This means all three of the most recent independence polls - from BMG, Panelbase and Ipsos-Mori respectively -  have shown some sort of swing to Yes.  In the case of Panelbase the change was not significant, but the fact that all three have shown movement in the same direction, and that two of the three have shown Yes support above the typical range of recent months, suggests that it's perfectly possible (albeit not certain) that we're looking at genuine progress for Yes as opposed to margin of error 'noise'.  If so, the breakthrough could scarcely be better-timed, with Nicola Sturgeon seemingly edging ever closer to making an announcement about a second independence referendum.  It'll be a tad difficult for the UK government to maintain the fiction that no-one in Scotland wants a referendum when two of the last three polls suggest that either 49% or 50% of the population would vote for independence itself.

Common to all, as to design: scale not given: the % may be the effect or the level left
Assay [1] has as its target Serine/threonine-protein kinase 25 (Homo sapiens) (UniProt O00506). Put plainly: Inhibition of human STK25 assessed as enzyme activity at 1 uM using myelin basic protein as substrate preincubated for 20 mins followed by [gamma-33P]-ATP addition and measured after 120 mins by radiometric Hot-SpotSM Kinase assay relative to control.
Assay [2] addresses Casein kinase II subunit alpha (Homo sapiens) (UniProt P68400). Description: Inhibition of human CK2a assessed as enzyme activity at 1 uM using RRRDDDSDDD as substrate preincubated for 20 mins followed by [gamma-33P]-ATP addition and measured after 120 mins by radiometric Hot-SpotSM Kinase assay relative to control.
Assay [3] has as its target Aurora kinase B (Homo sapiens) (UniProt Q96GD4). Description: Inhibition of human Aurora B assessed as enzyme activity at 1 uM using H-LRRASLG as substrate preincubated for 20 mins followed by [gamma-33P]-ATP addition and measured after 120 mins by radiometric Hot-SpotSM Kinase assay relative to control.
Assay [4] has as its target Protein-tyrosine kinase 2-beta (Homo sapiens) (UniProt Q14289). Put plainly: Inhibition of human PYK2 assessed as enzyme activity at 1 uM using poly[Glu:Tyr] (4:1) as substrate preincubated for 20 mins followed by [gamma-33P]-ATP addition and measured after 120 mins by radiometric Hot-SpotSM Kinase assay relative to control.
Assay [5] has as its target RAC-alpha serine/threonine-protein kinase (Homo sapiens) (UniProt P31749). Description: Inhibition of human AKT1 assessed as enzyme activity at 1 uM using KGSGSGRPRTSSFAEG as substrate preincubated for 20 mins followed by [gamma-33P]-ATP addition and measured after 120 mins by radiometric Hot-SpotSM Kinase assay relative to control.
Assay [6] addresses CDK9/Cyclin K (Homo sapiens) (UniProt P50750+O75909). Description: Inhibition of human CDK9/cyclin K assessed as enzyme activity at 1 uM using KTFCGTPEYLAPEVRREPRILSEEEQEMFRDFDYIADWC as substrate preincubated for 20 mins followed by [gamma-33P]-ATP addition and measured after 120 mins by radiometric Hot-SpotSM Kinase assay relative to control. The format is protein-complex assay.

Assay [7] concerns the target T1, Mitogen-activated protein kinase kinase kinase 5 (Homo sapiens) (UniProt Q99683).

Ipsos-Mori are unusual in choosing not to weight by past vote recall, and relying on demographic weightings only.  That means it's impossible to tell whether Yes are making more headway with anti-Brexit former No voters than has been the case in other recent polls.  There is, however, a supplementary question that asks whether an independent Scotland should remain fully inside the EU, or should retain "full access" to the single market from outside the EU, or should sever ties with Brussels completely.  Professor Curtice has leapt on the fact that "only" 48% of respondents support full EU membership, but a couple of points need to be made about that - it's actually an outright majority (52%) once Don't Knows are stripped out, and it's likely that the three-option format will have led some people without a strong view to gravitate instinctively towards the middle, 'compromise' option.  I strongly suspect that a straight Yes/No question on full EU membership would have produced a more decisive majority.